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Time To End "too Big To Fail" Banks: Nicholas Clegg

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http://uk.finance.yahoo.com/news/UK-wants-end-big-fail-banks-reuters_molt-530330207.html?x=0

UK wants end to too-big-to-fail banks - deputy PM
Tim Castle, 1:18, Saturday 26 March 2011
LONDON (Reuters) - Britain will accept proposed reforms from a special banking commission panel if they offer taxpayers protection from the danger of banks being too big to fail, Deputy Prime Minister Nick Clegg said on Friday.
Britain spent billions of pounds bailing out ailing banks including Royal Bank of Scotland (LSE: RBS.L - news) and Lloyds TSB (LSE: LLOY.L - news) and is seeking ways to restructure the industry.
"It is wholly unsustainable and unacceptable to have found ourselves in a position where we allowed one sector, the banking system, to become so big, so overleveraged, so riddled with irresponsible risk-taking that all the rest of us have now had to pick up the tab," Clegg told Reuters in an interview.

:unsure:

Thieves falling out among themselves?

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If the words turn into action, then I'll be impressed. However, if they remain just words, as I suspect they will, then it's just more political posturing.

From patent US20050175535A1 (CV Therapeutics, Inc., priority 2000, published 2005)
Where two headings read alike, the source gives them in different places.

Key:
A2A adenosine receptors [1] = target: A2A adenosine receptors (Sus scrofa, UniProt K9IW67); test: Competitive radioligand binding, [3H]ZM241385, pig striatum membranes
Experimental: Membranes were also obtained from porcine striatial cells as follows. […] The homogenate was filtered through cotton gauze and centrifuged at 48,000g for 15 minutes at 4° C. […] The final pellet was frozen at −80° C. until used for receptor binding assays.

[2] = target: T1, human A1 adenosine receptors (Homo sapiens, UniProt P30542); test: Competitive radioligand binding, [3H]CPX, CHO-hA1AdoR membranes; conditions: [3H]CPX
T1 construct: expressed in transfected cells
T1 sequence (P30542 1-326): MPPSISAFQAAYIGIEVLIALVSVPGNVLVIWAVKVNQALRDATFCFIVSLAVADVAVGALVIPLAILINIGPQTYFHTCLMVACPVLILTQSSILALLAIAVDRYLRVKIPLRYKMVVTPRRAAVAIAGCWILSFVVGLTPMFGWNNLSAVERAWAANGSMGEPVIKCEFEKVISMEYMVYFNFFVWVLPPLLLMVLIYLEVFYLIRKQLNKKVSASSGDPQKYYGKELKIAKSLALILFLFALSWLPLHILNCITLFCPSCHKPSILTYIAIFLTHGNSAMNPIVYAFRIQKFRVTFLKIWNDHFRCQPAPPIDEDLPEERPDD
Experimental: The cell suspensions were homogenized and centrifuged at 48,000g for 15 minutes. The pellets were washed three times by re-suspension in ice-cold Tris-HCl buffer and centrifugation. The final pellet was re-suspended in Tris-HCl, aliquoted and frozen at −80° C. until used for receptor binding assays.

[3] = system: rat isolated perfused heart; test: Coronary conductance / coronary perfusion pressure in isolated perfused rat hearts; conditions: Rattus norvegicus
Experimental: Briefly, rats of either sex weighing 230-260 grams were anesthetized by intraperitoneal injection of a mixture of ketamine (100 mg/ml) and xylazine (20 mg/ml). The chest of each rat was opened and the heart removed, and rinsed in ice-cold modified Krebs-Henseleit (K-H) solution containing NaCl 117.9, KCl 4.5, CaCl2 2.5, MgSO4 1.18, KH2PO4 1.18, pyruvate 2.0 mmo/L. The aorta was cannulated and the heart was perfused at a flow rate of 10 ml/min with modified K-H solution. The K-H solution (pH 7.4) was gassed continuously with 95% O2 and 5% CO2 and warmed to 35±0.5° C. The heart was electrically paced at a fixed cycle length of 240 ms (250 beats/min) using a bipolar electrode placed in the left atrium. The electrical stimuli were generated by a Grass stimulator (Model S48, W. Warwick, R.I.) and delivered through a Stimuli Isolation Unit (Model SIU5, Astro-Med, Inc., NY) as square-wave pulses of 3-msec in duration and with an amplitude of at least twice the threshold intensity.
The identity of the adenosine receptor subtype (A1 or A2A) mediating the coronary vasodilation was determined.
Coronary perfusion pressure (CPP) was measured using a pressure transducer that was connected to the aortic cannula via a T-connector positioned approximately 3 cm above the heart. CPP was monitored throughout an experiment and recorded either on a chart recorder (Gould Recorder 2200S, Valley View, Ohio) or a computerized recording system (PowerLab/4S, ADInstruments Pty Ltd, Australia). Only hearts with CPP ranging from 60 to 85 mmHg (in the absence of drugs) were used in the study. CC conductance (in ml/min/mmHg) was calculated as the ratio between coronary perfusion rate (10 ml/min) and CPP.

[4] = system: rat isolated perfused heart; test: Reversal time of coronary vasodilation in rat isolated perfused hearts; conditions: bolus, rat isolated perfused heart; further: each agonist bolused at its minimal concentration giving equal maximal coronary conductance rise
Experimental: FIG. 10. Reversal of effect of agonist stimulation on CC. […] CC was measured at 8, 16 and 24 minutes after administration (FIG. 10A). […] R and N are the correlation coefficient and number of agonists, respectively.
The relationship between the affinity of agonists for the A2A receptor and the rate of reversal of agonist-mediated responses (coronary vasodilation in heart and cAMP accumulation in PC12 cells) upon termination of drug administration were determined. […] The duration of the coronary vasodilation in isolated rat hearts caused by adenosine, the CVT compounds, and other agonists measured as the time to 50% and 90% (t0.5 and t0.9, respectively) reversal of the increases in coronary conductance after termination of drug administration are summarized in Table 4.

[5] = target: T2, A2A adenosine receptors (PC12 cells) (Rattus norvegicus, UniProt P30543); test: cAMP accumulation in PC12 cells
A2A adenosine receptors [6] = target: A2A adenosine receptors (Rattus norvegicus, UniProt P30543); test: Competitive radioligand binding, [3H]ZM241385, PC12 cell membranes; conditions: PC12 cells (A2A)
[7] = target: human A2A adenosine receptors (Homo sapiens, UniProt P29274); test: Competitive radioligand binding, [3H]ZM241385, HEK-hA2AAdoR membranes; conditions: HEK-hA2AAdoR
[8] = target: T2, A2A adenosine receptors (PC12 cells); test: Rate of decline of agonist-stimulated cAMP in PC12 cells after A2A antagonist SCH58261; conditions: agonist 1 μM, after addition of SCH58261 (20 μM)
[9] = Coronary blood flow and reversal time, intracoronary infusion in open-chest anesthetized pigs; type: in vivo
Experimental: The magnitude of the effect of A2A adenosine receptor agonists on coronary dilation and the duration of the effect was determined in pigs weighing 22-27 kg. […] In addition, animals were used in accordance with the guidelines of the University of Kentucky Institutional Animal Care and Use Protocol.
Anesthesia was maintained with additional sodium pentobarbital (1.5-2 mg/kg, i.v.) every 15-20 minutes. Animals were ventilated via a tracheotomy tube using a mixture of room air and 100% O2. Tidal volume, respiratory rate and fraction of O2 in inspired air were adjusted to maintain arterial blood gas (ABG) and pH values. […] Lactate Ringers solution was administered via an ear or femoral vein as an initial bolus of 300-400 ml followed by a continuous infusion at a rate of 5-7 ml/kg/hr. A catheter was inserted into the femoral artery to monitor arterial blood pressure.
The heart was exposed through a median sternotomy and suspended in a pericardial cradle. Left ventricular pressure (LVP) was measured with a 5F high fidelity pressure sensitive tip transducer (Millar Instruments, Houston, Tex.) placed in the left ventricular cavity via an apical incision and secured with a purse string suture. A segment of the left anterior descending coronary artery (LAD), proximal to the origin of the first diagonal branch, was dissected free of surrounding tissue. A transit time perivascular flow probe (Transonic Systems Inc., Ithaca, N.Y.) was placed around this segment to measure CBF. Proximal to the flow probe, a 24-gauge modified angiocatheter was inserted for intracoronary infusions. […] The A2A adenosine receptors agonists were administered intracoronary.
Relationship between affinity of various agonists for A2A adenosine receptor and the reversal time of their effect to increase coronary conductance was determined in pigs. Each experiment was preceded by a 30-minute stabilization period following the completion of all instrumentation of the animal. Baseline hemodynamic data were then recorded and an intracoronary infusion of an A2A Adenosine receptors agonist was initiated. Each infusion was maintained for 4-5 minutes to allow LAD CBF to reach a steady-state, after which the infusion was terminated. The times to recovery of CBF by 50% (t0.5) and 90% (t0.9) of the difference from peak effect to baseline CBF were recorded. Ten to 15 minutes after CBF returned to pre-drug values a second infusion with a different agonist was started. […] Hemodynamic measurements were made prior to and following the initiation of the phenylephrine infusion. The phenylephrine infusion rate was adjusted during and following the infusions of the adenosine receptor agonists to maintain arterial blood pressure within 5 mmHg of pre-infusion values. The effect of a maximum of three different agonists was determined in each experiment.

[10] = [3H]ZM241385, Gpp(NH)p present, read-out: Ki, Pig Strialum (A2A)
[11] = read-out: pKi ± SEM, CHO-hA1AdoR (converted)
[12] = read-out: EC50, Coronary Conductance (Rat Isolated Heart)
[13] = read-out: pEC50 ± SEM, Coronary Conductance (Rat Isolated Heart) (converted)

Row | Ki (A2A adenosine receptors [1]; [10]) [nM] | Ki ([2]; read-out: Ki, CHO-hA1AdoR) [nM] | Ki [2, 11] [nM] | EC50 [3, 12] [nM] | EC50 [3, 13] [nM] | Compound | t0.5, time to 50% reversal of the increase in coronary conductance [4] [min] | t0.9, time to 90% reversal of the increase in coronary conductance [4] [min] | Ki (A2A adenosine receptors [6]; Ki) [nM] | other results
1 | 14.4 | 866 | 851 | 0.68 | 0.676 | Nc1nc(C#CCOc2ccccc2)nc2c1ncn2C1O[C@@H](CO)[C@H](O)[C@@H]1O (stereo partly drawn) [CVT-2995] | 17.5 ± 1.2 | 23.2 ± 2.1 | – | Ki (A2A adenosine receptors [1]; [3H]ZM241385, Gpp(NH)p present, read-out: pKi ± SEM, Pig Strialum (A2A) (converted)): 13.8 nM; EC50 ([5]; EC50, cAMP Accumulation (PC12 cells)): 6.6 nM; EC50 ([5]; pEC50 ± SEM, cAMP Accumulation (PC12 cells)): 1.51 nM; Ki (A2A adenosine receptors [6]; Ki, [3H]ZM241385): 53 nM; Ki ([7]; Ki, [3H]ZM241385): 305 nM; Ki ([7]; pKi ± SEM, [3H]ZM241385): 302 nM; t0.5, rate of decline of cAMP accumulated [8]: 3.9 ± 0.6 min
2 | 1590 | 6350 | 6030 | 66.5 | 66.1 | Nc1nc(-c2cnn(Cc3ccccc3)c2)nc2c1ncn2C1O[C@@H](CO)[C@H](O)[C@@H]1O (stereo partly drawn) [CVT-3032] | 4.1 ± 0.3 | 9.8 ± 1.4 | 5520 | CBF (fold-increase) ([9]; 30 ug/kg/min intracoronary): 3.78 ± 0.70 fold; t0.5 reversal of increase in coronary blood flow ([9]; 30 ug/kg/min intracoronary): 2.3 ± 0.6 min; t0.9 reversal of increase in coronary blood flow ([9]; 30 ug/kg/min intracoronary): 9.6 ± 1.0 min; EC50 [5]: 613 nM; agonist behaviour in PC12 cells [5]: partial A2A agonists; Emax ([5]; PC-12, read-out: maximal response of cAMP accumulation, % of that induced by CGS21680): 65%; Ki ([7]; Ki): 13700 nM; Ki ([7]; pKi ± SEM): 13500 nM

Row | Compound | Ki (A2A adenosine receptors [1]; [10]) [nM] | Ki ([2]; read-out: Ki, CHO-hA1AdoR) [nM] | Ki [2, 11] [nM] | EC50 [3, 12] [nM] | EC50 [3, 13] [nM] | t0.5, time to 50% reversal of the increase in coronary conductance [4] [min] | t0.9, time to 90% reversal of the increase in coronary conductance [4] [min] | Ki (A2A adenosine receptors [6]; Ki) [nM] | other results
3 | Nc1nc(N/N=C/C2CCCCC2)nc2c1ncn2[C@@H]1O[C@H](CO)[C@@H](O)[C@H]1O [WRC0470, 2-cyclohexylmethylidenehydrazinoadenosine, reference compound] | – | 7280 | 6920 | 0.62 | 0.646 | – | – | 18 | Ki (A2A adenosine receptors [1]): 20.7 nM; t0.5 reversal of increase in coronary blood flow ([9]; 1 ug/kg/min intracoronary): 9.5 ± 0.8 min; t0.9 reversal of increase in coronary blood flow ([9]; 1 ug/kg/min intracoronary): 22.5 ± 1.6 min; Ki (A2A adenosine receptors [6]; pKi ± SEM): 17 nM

Agreed.

When did banks become "too big to fail"? Sometime between 1995 (Barings) and 2008.

Or was it politics rather than banks that changed? Would the 1995 government have let NR, HBoS, etc fail? Would the 2008 government have bailed out Barings, BCCI, et al?

Anyway, the moment for change was the aftermath of 2008, and change should have been firmly underway by sometime in 2009. By now it's harder, and only gets worse the longer they leave it.

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It sounds like another of Nick (We're all tories now") Clegg's "no student fees" moments.

Another sheet of waste paper blowing along the Embankment.

Edited by billybong

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He's probably just being a mouthpiece for the tories in some discussions they're having with the banks on the future of regulation. Threatening to break them up is probably good for rustling up donations.

He has no integrity, that's the given.

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Agreed.